Therapy of Peri-Implantitis

Consensus Statements

The focused question for the review by Heitz-Mayfield and Mombelli was: In patients with osseointegrated implants diagnosed with peri-implantitis, how successful is treatment aimed at resolution of the disease?

Currently, there is no standard of care for treating peri-implantitis. Various clinical protocols for treating peri-implantitis have been proposed, including mechanical debridement, the use of antiseptics and local and systemic antibiotics, as well as surgical and regenerative procedures.

In view of the lack of comparable randomized controlled trials (RCTs) this review has taken a broader approach to capture as many relevant studies as possible, including randomized and observational studies, but with consideration to the strengths and limitations of the included research.

The ideal goal of the treatment of peri-implantitis would be the resolution of disease, ie, no suppuration or bleeding on probing, no further bone loss, and the re-establishment and maintenance of healthy periimplant tissues.

A composite outcome to reflect this would include absence of peri-implant PD ≥ 5 mm with concomitant bleeding on probing and no suppuration, in addition to no further bone loss.

If these criteria are met, it can be assumed that no further intervention other than nonsurgical maintenance care would be required, and the treatment outcome would therefore be regarded as successful. Unfortunately these data were rarely reported in the literature and therefore a compromise composite criterion for successful treatment outcome was employed, ie, implant survival with mean PD < 5 mm and no further bone loss. Although there is no consensus in the literature on whether a 5-mm peri-implant PD alone represents health or disease, this threshold was adopted for the purposes of the review.

This review was based on 33 studies reported in 43 papers including case-series of at least 5 patients treated with the same protocol and comparative studies. No studies were found comparing surgical and nonsurgical protocols. Based on this literature, the following conclusions were drawn:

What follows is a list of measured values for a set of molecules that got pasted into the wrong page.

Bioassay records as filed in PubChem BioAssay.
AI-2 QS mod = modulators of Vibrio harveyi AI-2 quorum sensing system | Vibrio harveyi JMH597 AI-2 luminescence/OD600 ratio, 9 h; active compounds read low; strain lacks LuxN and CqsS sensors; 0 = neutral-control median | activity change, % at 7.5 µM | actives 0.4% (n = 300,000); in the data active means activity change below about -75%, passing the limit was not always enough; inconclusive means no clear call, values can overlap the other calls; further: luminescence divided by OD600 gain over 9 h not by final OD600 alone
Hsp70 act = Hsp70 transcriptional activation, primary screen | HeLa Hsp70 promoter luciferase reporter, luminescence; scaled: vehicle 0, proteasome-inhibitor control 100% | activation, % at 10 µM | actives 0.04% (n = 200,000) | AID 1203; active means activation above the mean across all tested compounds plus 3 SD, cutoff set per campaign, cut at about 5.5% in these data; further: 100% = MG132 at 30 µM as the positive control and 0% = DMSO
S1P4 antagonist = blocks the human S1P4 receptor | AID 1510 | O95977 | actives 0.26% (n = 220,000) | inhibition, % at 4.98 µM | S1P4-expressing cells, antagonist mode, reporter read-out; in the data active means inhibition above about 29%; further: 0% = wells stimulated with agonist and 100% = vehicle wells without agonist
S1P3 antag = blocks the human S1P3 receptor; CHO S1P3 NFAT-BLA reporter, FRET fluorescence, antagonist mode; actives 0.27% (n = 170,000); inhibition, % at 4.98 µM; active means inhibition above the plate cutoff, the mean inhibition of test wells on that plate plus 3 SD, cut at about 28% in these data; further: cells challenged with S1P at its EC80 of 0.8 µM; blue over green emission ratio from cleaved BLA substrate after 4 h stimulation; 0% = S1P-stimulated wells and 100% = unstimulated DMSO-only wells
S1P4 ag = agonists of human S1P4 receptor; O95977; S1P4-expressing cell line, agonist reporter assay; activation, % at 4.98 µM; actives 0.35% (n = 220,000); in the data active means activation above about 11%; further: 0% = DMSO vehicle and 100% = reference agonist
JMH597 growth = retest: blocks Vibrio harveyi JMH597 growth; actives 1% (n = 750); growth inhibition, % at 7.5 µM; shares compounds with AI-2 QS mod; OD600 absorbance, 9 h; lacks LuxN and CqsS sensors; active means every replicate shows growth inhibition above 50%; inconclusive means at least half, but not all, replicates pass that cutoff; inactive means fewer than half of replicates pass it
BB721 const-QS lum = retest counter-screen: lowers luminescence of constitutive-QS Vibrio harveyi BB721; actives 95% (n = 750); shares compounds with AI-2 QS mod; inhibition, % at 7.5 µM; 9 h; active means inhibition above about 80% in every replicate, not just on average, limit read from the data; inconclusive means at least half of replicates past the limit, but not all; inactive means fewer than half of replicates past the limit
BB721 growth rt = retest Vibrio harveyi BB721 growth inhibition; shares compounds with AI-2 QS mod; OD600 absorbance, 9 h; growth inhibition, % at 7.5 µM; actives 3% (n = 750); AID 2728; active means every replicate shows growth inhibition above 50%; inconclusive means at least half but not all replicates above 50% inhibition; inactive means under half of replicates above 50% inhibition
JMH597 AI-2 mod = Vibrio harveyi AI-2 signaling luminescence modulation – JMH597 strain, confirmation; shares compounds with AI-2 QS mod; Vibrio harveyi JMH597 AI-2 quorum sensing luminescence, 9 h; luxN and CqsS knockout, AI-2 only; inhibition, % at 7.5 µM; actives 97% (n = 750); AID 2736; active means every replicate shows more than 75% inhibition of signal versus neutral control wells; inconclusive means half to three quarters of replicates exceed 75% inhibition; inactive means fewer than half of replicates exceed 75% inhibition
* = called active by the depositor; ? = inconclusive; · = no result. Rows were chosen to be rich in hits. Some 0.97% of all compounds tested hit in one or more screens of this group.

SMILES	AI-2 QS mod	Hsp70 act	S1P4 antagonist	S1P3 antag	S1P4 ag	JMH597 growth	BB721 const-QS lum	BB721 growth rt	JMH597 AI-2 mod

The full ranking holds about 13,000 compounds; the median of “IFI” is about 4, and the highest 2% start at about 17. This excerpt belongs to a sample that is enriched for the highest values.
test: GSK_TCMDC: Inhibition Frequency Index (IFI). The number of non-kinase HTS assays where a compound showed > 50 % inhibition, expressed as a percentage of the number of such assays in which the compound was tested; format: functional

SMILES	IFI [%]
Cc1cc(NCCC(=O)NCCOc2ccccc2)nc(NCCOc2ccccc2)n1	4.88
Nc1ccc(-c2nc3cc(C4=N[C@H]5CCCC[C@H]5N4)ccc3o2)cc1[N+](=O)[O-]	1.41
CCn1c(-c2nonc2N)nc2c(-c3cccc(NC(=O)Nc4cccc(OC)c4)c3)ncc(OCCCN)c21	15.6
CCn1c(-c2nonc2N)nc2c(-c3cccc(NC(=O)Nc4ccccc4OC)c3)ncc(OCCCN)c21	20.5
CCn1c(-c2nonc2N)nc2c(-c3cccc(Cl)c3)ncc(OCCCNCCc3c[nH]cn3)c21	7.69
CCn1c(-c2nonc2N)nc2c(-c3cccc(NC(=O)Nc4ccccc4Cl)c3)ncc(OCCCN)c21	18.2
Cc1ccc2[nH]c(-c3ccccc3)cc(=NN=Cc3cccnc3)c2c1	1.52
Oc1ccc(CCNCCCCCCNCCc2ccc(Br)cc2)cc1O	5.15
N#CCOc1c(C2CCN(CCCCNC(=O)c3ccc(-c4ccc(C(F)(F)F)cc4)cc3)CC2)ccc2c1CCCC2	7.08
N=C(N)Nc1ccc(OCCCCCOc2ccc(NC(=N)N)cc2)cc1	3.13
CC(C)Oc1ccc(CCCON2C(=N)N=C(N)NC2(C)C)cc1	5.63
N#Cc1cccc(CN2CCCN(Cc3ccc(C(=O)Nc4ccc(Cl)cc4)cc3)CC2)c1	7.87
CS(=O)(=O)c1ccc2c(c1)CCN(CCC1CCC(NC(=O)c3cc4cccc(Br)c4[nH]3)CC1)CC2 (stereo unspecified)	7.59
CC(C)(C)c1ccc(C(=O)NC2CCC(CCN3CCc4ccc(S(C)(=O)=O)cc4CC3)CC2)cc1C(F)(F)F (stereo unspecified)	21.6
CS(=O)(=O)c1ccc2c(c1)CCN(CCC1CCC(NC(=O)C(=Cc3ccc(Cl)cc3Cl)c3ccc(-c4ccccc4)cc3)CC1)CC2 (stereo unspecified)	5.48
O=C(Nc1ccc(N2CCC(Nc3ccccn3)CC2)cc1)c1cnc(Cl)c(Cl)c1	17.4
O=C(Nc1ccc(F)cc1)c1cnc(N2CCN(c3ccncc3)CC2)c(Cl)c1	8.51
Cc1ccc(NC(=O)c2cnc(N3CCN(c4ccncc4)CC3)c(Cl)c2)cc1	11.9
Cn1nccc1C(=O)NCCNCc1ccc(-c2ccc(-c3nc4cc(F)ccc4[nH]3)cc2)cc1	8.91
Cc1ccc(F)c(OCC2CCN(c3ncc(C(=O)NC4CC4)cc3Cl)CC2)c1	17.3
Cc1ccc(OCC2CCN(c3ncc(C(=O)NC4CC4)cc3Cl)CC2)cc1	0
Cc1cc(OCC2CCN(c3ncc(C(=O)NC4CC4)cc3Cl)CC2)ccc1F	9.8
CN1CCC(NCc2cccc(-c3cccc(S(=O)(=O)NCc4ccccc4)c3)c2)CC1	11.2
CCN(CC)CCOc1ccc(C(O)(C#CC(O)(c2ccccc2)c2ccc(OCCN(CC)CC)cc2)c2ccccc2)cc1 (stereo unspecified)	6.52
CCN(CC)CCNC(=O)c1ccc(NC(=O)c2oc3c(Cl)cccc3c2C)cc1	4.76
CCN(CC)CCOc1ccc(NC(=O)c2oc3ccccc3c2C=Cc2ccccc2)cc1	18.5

• Interpretation of the results of studies is complicated by unclear or high risk of bias, heterogeneity of study design, and difficulty of generalizing outcomes to practice settings due to frequent exclusion of patients who smoke, those with poorly controlled diabetes, and other conditions that may affect clinical outcomes.
  • There are no data investigating patient-reported outcomes and economic analysis of therapy.
  • Peri-implantitis therapy was associated with softtissue recession, which was most evident following surgical treatment. Postsurgery complications including membrane exposure and infection were also reported.

Treatment Guidelines

As peri-implantitis is an infection associated with the presence of a submucosal bacterial biofilm around implants, the primary goal of therapy must be the resolution of the infection, which is achieved by the disruption of the biofilm, the removal of calculus and/or overhanging restoration margins, and the prevention of recurrence of the disease.

It is important to try to establish if iatrogenic or other factors have contributed to the infection, for example, ill-fitting or noncleansable overcontoured prostheses, malpositioned implants, or foreign bodies such as impression material or excess luting cement. Noniatrogenic factors may include impacted dental floss.

The following sequence of treatment of peri-implantitis is normally recommended:

Treatment Guidelines

Downloads and References

  • 5th ITI Consensus Conference
  • Consensus Statement
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  • Treatment Outcomes & Continuing Care

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